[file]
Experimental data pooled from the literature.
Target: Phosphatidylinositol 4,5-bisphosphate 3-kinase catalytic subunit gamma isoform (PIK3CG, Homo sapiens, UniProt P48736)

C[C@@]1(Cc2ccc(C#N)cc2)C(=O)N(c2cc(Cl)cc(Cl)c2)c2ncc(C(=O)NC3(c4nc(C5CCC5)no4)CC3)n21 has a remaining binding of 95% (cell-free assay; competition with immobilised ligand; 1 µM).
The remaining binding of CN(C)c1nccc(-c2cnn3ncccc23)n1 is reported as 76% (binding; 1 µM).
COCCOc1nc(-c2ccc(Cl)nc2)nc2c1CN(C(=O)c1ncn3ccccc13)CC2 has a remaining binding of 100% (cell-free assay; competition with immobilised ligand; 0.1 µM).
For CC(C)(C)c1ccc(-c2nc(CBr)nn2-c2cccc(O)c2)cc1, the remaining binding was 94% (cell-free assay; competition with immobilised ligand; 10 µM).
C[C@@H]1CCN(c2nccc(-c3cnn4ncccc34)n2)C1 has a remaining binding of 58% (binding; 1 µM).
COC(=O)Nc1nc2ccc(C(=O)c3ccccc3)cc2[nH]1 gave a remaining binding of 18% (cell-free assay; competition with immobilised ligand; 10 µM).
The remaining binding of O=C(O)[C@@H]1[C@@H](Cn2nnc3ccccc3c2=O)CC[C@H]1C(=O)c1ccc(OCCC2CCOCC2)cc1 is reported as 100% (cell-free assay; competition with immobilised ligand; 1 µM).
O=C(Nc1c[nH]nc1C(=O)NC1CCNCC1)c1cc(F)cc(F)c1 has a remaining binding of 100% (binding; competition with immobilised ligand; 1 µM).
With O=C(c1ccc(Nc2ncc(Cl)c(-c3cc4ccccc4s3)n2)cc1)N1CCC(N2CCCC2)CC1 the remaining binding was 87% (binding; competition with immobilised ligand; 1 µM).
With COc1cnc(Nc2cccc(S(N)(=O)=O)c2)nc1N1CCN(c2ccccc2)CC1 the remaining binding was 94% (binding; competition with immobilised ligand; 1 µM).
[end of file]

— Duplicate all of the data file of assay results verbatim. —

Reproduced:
Experimental data pooled from the literature.
Target: Phosphatidylinositol 4,5-bisphosphate 3-kinase catalytic subunit gamma isoform (PIK3CG, Homo sapiens, UniProt P48736)

C[C@@]1(Cc2ccc(C#N)cc2)C(=O)N(c2cc(Cl)cc(Cl)c2)c2ncc(C(=O)NC3(c4nc(C5CCC5)no4)CC3)n21 has a remaining binding of 95% (cell-free assay; competition with immobilised ligand; 1 µM).
The remaining binding of CN(C)c1nccc(-c2cnn3ncccc23)n1 is reported as 76% (binding; 1 µM).
COCCOc1nc(-c2ccc(Cl)nc2)nc2c1CN(C(=O)c1ncn3ccccc13)CC2 has a remaining binding of 100% (cell-free assay; competition with immobilised ligand; 0.1 µM).
For CC(C)(C)c1ccc(-c2nc(CBr)nn2-c2cccc(O)c2)cc1, the remaining binding was 94% (cell-free assay; competition with immobilised ligand; 10 µM).
C[C@@H]1CCN(c2nccc(-c3cnn4ncccc34)n2)C1 has a remaining binding of 58% (binding; 1 µM).
COC(=O)Nc1nc2ccc(C(=O)c3ccccc3)cc2[nH]1 gave a remaining binding of 18% (cell-free assay; competition with immobilised ligand; 10 µM).
The remaining binding of O=C(O)[C@@H]1[C@@H](Cn2nnc3ccccc3c2=O)CC[C@H]1C(=O)c1ccc(OCCC2CCOCC2)cc1 is reported as 100% (cell-free assay; competition with immobilised ligand; 1 µM).
O=C(Nc1c[nH]nc1C(=O)NC1CCNCC1)c1cc(F)cc(F)c1 has a remaining binding of 100% (binding; competition with immobilised ligand; 1 µM).
With O=C(c1ccc(Nc2ncc(Cl)c(-c3cc4ccccc4s3)n2)cc1)N1CCC(N2CCCC2)CC1 the remaining binding was 87% (binding; competition with immobilised ligand; 1 µM).
With COc1cnc(Nc2cccc(S(N)(=O)=O)c2)nc1N1CCN(c2ccccc2)CC1 the remaining binding was 94% (binding; competition with immobilised ligand; 1 µM).